I have a script in a file named instance:

echo "hello world"
echo ${1}

And when I run this script using:

./instance solfish

I get this output:

hello world

But when I run:

echo $# 

It says "0". Why? I don't understand what $# means.

Please explain it.

  • 10
    Why do you run $#? What do you want to achieve? Where did you get this command. It is not relevant at all.
    – Pilot6
    Jul 25, 2017 at 14:28
  • 11
    @Pilot6 in this case he asks for the meaning of a variable, this is not case specific so why would the op need to give that information?
    – ADDB
    Jul 25, 2017 at 14:43
  • 24
    @solfish Pilot is trying to understand what you were expecting. You said you ran echo $# and it returned 0 which is normal. You were surprised by this, but you don't explain what you were expecting or why you were surprised. So it would help us give you a better answer if you explained what you were expecting. What you thought that echo $# would do. If you ran ./instance solfish and ./instance contained echo $#, that would print 1 and not 0.
    – terdon
    Jul 25, 2017 at 15:32
  • 1
  • 1
    Java also does not use argc.
    – JakeRobb
    Jul 26, 2017 at 18:48

4 Answers 4


$# is a special variable in bash, that expands to the number of arguments (positional parameters) i.e. $1, $2 ... passed to the script in question or the shell in case of argument directly passed to the shell e.g. in bash -c '...' .....

This is similar to argc in C.

Perhaps this will make it clear:

$ bash -c 'echo $#'

$ bash -c 'echo $#' _ x

$ bash -c 'echo $#' _ x y

$ bash -c 'echo $#' _ x y z

Note that, bash -c takes argument after the command following it starting from 0 ($0; technically, it's just bash's way of letting you set $0, not an argument really), so _ is used here just as a placeholder; actual arguments are x ($1), y ($2), and z ($3).

Similarly, in your script (assuming script.sh) if you have:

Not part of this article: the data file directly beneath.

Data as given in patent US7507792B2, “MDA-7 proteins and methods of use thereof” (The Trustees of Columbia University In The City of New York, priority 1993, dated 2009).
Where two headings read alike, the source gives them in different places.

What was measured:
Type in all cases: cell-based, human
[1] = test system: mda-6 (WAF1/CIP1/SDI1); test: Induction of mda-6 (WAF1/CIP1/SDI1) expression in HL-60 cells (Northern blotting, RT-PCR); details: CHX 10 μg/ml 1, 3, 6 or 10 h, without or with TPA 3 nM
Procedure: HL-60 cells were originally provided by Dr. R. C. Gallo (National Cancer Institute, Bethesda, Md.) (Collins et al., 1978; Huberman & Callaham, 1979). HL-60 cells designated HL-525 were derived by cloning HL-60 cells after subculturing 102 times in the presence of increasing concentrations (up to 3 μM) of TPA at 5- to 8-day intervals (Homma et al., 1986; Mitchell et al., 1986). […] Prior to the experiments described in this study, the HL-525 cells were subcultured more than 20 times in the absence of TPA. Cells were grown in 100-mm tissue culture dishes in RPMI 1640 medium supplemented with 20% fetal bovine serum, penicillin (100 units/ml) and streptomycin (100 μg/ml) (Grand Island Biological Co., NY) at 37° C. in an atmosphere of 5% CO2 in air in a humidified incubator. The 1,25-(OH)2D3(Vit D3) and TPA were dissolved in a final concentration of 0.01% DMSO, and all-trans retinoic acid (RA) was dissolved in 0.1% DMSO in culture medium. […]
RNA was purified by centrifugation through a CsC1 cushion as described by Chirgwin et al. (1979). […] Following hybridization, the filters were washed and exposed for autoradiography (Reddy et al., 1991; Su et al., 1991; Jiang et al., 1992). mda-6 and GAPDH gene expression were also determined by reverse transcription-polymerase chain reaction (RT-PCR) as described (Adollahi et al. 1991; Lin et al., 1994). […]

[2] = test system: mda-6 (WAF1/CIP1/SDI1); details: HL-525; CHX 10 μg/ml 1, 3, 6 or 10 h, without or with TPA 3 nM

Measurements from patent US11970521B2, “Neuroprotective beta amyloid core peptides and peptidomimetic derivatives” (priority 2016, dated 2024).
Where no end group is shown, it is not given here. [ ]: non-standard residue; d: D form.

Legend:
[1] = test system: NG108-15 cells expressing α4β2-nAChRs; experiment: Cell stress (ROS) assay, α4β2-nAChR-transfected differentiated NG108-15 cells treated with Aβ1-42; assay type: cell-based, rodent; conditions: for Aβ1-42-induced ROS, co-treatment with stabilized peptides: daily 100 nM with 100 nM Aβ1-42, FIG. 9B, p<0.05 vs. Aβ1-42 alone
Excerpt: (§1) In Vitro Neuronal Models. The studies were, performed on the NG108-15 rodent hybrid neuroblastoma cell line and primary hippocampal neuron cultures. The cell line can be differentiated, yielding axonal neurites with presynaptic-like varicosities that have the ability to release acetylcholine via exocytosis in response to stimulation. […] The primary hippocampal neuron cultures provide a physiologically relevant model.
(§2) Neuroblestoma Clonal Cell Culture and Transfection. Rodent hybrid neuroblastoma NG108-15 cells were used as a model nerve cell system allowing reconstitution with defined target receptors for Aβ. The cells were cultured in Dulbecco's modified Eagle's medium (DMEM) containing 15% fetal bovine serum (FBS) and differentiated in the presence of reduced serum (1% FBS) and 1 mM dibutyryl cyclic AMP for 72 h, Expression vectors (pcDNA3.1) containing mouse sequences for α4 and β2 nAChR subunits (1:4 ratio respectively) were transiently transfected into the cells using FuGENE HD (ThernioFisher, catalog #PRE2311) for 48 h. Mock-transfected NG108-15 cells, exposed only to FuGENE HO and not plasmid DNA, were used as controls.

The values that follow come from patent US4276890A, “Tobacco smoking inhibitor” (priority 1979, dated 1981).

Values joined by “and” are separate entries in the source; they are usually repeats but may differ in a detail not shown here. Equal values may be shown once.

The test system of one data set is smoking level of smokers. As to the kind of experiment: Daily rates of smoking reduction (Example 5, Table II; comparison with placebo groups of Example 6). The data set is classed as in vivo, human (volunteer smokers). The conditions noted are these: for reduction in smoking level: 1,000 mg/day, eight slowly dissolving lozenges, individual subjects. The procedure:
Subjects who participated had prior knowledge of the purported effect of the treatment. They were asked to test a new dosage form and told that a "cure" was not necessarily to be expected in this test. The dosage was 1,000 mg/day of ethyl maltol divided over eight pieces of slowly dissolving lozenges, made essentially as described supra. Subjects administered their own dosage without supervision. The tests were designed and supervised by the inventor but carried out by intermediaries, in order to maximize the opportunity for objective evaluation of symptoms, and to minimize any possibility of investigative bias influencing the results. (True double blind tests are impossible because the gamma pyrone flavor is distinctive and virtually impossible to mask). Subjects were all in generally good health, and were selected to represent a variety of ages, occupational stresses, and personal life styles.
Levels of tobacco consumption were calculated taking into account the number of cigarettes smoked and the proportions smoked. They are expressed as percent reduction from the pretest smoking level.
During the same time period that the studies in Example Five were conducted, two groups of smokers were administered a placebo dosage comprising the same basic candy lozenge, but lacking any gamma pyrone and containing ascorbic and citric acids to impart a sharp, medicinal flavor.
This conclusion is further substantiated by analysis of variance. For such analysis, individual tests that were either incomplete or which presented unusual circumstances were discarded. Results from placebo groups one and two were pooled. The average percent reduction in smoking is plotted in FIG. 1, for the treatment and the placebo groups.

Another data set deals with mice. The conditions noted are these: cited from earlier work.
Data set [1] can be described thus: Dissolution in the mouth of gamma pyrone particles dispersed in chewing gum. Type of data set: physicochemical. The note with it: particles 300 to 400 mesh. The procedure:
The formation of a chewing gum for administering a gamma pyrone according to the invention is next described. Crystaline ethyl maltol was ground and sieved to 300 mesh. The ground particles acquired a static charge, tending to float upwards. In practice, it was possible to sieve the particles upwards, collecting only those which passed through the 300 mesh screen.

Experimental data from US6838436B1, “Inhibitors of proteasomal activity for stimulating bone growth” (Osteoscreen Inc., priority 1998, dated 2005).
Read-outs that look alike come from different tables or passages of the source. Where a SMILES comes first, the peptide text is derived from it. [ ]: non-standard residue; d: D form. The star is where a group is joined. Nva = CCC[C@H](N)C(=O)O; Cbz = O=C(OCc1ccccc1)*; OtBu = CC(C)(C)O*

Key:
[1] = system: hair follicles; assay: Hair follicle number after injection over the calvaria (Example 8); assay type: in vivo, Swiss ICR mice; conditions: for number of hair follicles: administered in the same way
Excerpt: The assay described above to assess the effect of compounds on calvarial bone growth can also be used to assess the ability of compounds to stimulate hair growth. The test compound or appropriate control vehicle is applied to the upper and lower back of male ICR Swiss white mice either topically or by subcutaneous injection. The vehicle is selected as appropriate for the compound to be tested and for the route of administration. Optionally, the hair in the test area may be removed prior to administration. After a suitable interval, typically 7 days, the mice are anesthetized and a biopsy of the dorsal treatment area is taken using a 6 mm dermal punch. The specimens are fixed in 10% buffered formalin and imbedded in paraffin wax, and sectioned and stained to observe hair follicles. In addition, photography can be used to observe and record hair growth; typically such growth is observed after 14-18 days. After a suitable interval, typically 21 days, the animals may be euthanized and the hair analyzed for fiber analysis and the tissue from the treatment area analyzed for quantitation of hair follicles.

#!/usr/bin/env bash
echo "$#"

Then when you do:

./script.sh foo bar

the script will output 2; likewise,

./script.sh foo

will output 1.

  • 3
    I think this answer is misleading. $# is the maximum index of the array of arguments. If you give one argument, that'll be available at $0, and $# will have the value 0. If you give two arguments, they'll be in $0 and $1, and $# will have the value 1.
    – JakeRobb
    Jul 26, 2017 at 18:41
  • 3
    Furthermore, when you use bash -c, behavior is different than if you run an executable shell script, because in the latter case the argument with index 0 is the shell command used to invoke it. As such, I think the way to fix this answer is to change it to execute scripts as files instead of using bash -c, since that's how the asker was doing it.
    – JakeRobb
    Jul 26, 2017 at 18:46
  • 3
    @JakeRobb No. For a script, $0 would be the script itself; arguments would be $1, $2, $3.... bash -c behavior is different as it is meant for non-interactive use and the arguments following the command would start from $0, i have mentioned this clearly i believe.
    – heemayl
    Jul 27, 2017 at 3:08
  • 6
    @JakeRobb You've misheard me. If you give one argument, that'll be available at $0, and $# will have the value 0 -- this is plain wrong.
    – heemayl
    Jul 27, 2017 at 12:14
  • 2
    If you put a complete program that looks at it args into bash -c, you should pass bash some meaningful name as filler for the 0th arg. bash -c 'echo "$@"' foo bar only prints bar, because "$@" doesn't include $0, same as always. bash -c doesn't "make $0 one of the args", it merely allows you to set "$0" the same way you when running a program with the execve system call or any shell way of overriding the 0th arg. $0 should never be considered "one of the args". Jul 27, 2017 at 12:35

echo $# outputs the number of positional parameters of your script.

You have none, so it outputs 0.

echo $# is useful inside the script, not as a separate command.

If you run a script with some parameters like

./instance par1 par2

the echo $# placed into the script will output 2.

  • 6
    For the example of the OP: If you add the line echo $# to your script and than run again ./instance solfish you should get an additional output line with 1 since you provided 1 parameter
    – derHugo
    Jul 25, 2017 at 14:31

$# is typically used in bash scripts to ensure a parameter is passed. Generally, you check for a parameter at the beginning of your script.

For example, here's a snippet of a script I was working on today:

if [[ $# -ne 1 ]]; then
    echo 'One argument required for the file name, e.g. "Backup-2017-07-25"'
    echo '.tar will automatically be added as a file extension'
    exit 1

To summarize $# reports the number of parameters passed to a script. In your case, you passed no parameters and the reported result is 0.

Other # uses in Bash